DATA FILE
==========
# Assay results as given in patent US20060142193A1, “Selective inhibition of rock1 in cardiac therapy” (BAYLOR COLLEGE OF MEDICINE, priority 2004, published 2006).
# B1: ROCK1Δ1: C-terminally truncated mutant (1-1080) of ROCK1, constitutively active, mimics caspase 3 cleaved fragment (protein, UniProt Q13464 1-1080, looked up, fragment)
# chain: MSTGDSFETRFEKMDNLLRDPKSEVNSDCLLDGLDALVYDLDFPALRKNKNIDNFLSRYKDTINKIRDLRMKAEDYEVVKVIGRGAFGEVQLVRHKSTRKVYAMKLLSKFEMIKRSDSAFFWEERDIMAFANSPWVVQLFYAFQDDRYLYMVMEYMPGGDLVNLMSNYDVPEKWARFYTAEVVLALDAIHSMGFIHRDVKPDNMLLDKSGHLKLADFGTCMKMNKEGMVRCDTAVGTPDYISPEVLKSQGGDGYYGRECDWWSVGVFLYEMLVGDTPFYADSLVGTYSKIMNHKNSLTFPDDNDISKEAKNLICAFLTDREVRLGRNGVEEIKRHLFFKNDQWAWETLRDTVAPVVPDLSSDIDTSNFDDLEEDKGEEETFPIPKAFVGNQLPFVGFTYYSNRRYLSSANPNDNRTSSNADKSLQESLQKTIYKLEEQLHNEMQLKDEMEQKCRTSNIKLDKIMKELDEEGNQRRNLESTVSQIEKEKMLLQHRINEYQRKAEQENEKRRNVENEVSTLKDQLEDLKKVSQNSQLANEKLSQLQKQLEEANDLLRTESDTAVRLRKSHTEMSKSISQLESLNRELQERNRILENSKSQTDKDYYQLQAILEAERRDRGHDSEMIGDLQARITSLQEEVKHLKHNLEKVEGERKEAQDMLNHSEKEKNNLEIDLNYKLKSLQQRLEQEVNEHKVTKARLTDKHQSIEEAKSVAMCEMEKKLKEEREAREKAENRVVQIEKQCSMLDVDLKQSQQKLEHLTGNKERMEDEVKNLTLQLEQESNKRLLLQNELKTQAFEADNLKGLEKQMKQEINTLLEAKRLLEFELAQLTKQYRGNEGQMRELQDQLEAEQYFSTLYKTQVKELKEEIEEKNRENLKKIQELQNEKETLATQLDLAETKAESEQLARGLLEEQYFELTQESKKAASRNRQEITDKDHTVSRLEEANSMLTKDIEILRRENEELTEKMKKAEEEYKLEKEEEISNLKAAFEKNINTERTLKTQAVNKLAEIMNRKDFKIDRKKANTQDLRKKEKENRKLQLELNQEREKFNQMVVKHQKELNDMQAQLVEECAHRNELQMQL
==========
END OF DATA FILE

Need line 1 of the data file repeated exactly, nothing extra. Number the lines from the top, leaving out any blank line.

# Assay results as given in patent US20060142193A1, “Selective inhibition of rock1 in cardiac therapy” (BAYLOR COLLEGE OF MEDICINE, priority 2004, published 2006).